National Disability Week launched
The Ministry of Women, Community and Social Development has officially launched the National Disability Week.
The launching on Monday morning by the Ministry’s Chief Executive Officer, Afamasaga Fa'auiga Mulitalo, is officially part of the 16 Days of Activism programme and will run from 30 November to 4 December.
Afamasaga said the week-long programme is important for Samoa as the country was a signatory and ratifier of the Convention for the Rights of Persons with Disabilities in 2016.
The Ministry will run the programme in close consultation with partner organisations such as the Nuanua O Le Alofa.
Each organisation will be presenting an activity throughout the week with Nuanua O Le Alofa hosting an art exhibition from Monday to Friday and other organisations implementing awareness programmes.
Afamasaga said that since the event coincides with the 16 Days of Activism, it is to make sure that persons with disabilities are protected from any kind of violence, while promoting the rights of a person with disability.
Australian High Commissioner to Samoa, Sara Moriarty, added that estimates suggest that globally there are between 93 and 150 million children with disabilities under the age of 15.
"About 70 per cent (69 million) live in the Asia Pacific region and about 80 per cent of people with disability live in developing countries,” she said when marking the day.
“People with disabilities are the largest and most disadvantaged minority in the world. They are also over-represented amongst people living in persistent poverty, and are disproportionately affected by natural disasters, conflict and humanitarian emergencies.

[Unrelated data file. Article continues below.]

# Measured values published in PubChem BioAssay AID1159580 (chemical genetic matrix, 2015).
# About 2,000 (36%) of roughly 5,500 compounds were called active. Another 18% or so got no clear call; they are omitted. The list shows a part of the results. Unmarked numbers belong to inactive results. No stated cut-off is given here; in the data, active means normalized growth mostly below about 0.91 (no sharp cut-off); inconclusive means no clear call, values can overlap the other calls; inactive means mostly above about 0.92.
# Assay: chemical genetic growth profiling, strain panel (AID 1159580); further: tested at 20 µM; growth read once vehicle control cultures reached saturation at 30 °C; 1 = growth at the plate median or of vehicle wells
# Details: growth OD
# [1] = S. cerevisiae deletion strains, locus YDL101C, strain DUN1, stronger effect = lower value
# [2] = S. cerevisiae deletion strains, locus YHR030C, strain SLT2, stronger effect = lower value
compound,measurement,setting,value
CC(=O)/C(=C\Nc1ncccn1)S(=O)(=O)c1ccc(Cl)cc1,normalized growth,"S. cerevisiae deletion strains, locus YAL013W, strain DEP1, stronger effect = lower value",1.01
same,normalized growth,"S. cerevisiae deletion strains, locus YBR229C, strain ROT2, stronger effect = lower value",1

“These figures should concern us all as we think about how to build a better and more sustainable future for everyone.”
According to the Australian diplomat, a recent Brotherhood of St Laurence report stated that people with disability in Australia experience poorer outcomes than the general population, including high unemployment.
“They are twice as likely to be unemployed as people without a disability. Have high rates of poverty. Forty per cent of the people living in poverty in Australia have a disability,” she added.
“They experience barriers engaging in education. They have poorer health, higher rates of chronic illness and comorbidities, and difficulty accessing adequate healthcare.
“They experience discrimination, and higher rates of violence and abuse than the general population.”
Ms Moriarty said she hopes COVID-19 will not pose health risks for people with disability in Samoa as the economic impact of the pandemic can be disproportionate.
"And as we start to turn our minds to what happens on the other side of this health crisis, future policy choices must not only reconnect communities, but make them more inclusive. Enabling people with disability to participate fully in the community is the best safeguard against adverse impacts for them in future crises," she said.
"Over the past five years, D.F.A.T. (Australian Department of Foreign Affairs and Trade) has committed to promoting disability-inclusive education, helping to remove physical barriers through our infrastructure investments, and working with partner governments to enhance access to vital services.
“We have sought opportunities to build resilience to disasters and conflict through inclusive humanitarian assistance and will continue to support disabled people’s organisations that play a vital role in giving voice to people with disabilities.
“Through our new Partnerships for Recovery we have affirmed our focus on reaching out to the most vulnerable, including women and girls, people with disabilities and those living in poverty."